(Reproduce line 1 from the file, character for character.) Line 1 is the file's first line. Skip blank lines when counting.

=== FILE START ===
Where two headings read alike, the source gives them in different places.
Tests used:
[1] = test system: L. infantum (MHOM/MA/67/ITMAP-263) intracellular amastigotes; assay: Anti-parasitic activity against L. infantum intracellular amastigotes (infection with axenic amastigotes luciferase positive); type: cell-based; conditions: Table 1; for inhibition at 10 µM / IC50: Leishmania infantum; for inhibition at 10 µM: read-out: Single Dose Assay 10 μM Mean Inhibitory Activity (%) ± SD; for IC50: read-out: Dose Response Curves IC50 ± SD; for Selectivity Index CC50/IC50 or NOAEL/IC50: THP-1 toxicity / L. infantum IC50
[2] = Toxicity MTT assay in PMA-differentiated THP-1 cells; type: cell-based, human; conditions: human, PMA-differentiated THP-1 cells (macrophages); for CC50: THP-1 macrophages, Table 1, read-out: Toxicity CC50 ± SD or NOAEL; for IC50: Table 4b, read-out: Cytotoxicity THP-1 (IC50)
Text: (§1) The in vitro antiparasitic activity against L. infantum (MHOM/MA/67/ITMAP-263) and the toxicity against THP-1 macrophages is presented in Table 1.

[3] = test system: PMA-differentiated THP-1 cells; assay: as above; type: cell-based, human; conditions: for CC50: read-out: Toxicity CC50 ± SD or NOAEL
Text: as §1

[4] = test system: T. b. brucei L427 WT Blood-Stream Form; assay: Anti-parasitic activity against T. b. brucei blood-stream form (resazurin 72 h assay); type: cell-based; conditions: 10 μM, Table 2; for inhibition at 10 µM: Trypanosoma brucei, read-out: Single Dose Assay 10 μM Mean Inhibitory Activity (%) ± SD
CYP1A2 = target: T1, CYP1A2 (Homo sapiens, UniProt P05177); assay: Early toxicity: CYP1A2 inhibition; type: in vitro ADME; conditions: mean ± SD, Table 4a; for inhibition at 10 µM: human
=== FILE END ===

Where two headings read alike, the source gives them in different places.